The problem in elasticity can now be stated: the distribution of mutual pressure p(x,y) acting over an area S on the surface of two elastic halfspaces is required which wiIJ produce normal displacements of the surfaces Uzl and Uz2 satisfying equation (4.7) within Sand (4.8) outside it.
(a) Solids of revolution We wilJ consider first the simpler case of solids of revolution (R t1 = R~ = R 1; R; ::::: Ri == R 2)' The contact area will be circular, having a radius a, say. From equations (4.4) and (4.5) it is clear that A = B = Hl/RI + l/R,), so that the boundary condition for displacements within the contact expressed in (4.7) can be written
u !+u z2=8(l/2R)r' where (l/R) = (l/R I + l/R,) is the relative curvature. Z
(4.17)
A distribution of pressure which gives rise to displacements which satisfy (4.17) has been found in §3.4, where the pressure distribution proposed by Hertz (equation (3.39)
P = Po {l  (r/a)'}I/' was shown to give normal displacements (equation (3.41a» __ lv' Tlpo (20' ') u  r
E
z
4a
'
The pressure acting on" the second body is equal to that on the first, so that by writing Iv 2
£'
EI
+'£,
and substituting the expressions for UZ) and Uz 2 into equation (4.17) we get
Tlpo
  (20' ,') = 8 (l/2R)r' 4aE*
(4.18)
from which the radius of the contact circle is given by
a = TlPoR/lE'
(4.19)
and the mutual approach of distant points in the two solids is given by 8 = Tlapo/lE*
(420)
The total ioad compressing the solids is related to the pressure by
p '"
S:
p(r)21Tr dr = 1PoTla2
(4.21 )
Hertz theory of elastic contact
YJ
Hence the maximum pressure Po is 3/2 times the mean pressure Pm' (n a practical problem, it is usually the total load which is specified, so that it is convenient to use (4.21) in combination with (4.19) and (4.20) to write
a = (3PR)'"
( 4.22)
_ a' _ ( 9P2 ) '" 5  R 16RE,2
( 4.23)
_ 3P _ (6PE")'I' Po  2   
( 4.24)
4E'
2rra
rr3R2
These expressions have the same form as (4.14), (4.15) and (4.16) which were obtained by dimensional reasoning. However they also provide absolute values for the contact size, compression and maximum pressure. Before this solu tlon to the problem can be accepted, we must ask whether (4.17) is satisfied uniquely by the assumed pressure distribution and also check whether condition (4.8) is satisfied to ensure that the two surfaces do not touch or interfere outside the loaded circle. By substituting equation (3.420) for the normal displacement (r >a) into equation (4.8) and making use of (4.19), it may be verified that the Hertzdistribution of pressure does not lead to contact outside the circler = a. On the question of uniqueness, we note from §3.4 that a pressure distribution of the form (equation (3.34» P = P~ {!  (r/a)'
r 'l '
produces a uniform normal displacement within the loaded circle. Thus such a pressure could be added to or subtracted from the Hertz pressure while still satisfying the condition for normal displacements given by (4.17). However, this pressure distribution also gives rise to an infinite gradient of the surface immediately outside the loaded circle in the manner of a rigid cylindrical punch. Clearly two elastic bodies having smooth continuous profiles could not develop il pressure distribution of this form without interference outside the circle r::= a. On the other hand, if such a pressure distribution were subtracted from the Hertz pressure, the normal traction just inside the loaded circle would be /('l1siie and of infinite magnitude. In the absence of adhesjon between the two surfilces, they cannot sustain tension, so that both positive and negative trilcti{lnS of the form given above are excluded. No other distribution of norllla! trildion produces dl~r!acemcnls whkh satisfy (4.17) so that we condude that the I lert/. preSStHc diSlribUlion is the unique solution to the problem. 'I he !>lresses within Ihi.' two solids due to this pressure distribution have been found in §3.4, and arc showil HI h~. 4.3. At the surfat.:e, within the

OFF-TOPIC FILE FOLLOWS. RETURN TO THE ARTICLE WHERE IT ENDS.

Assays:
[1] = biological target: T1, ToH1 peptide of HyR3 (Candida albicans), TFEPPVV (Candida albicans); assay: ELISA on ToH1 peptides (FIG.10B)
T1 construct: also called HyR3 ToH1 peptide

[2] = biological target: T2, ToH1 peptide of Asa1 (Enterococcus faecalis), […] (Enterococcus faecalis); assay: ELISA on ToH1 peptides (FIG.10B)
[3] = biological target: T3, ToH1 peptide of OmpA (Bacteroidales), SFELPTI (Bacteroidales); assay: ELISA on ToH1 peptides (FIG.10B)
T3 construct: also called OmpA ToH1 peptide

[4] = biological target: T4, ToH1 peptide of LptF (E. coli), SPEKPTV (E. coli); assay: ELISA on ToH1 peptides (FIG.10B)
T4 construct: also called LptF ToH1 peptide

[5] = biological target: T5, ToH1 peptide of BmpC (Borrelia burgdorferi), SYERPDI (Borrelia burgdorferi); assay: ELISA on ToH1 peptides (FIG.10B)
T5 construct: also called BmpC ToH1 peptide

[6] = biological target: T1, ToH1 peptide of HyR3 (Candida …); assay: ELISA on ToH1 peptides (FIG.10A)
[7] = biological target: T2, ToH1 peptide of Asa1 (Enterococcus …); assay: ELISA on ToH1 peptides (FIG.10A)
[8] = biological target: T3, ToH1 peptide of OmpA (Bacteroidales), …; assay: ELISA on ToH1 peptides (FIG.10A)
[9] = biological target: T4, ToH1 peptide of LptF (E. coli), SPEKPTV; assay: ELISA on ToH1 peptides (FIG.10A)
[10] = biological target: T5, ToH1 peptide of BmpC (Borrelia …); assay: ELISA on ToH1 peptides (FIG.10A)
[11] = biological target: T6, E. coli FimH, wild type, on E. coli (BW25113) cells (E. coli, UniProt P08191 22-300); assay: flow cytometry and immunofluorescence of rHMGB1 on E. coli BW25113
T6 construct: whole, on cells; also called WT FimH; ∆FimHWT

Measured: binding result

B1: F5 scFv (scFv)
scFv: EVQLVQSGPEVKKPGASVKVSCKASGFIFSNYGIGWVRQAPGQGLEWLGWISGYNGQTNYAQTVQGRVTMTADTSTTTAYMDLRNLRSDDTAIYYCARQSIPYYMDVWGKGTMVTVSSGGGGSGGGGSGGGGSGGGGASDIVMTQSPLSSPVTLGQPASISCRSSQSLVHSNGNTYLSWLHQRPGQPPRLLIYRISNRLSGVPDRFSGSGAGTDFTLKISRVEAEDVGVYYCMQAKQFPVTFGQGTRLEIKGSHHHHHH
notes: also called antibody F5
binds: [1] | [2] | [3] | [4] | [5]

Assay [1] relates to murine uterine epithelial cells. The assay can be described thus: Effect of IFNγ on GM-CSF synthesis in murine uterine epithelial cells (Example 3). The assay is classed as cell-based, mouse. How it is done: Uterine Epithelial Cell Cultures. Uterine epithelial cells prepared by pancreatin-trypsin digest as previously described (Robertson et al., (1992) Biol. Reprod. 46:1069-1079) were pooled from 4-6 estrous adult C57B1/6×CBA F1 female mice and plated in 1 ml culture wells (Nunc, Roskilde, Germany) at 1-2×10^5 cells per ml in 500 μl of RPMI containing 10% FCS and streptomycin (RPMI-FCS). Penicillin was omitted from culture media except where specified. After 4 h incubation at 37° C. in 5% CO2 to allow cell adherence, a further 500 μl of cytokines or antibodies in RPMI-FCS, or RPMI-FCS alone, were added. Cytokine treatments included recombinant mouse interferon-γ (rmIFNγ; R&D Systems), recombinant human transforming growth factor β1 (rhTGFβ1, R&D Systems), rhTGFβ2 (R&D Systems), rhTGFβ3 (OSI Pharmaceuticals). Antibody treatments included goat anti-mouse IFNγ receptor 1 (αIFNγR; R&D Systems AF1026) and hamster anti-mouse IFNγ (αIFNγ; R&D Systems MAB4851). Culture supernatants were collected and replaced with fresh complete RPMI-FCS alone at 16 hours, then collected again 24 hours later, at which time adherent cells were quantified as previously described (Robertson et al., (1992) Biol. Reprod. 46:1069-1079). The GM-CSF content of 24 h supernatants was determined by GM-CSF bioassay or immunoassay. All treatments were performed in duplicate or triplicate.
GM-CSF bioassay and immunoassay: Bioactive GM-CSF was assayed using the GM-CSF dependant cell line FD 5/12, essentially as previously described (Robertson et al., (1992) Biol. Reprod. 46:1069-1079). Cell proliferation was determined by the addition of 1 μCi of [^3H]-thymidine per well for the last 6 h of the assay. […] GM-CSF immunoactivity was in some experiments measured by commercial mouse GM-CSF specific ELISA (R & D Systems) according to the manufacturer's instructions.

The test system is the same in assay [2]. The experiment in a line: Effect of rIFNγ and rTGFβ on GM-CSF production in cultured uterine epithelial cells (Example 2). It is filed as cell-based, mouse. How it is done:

Nonnal cOfltact of elastic solids  Hertz theory
94
contact area, the stress components are given by equation (3.43); they are all compressive except at the very edge of contact where the radial stress is tensile having a maximum value (I  2p)Po/3. This is the greatest tensile stress anywhere and it is held responsible for the ring cracks which are observed to form when brittle materials like glass are pressed into contact. At the centre the radial stress is compressive and of value (1 + 2v)Po/2. Thus for an incompressible material (v:::::::: 0.5) the stress at the origin is hydrostatic. Outside the contact area the radial and circumferential stresses are of equal magnitude and are tensile and compressive respectively (equation (3.44». Fig. 4.3. Stress distributions at the surface and along the axis of symmetry caused by (left) uniform pressure and (right) Hertz pressure acting on a circular area radius Q.
1.5

oz/p
~:..
,"':t 1.0
..... ~,
'~,
Og/p ........ _;;;;
\\
\ 0.5
\ \

\ ....... os/P m \
_
o,lp

I .... ~
a'l_ _r
a
. Uniform pressure P
 1.0
0.5
ojPm
Hertz pressure
o
0.5
,,
\
I I I
I
I I I I
I
2',
,,, ,,
j
,Ia
I ITt/Pm
1.0
 1.5
95
Hertz theory of elastic contact
Expressions for the stresses beneath the surface along the zaxis are given in equations (3.45). They are principal stresses and the principal shear stress
I (principal stress difference» has a value of approximately O.3lpo at a depth of 0.480 (for v = 0.3). This is the maximum shear stress in the field, exceeding the shear stress at the origin = !! Oz  orl = 0.1 Opo, and also the shear stress in the surface at the edge of the contact = t IOr  00 ! = 0.13Po. Hence plastic yielding would be expected to initiate beneath the surface. This question is considered in detail in the next chapter.
(T, =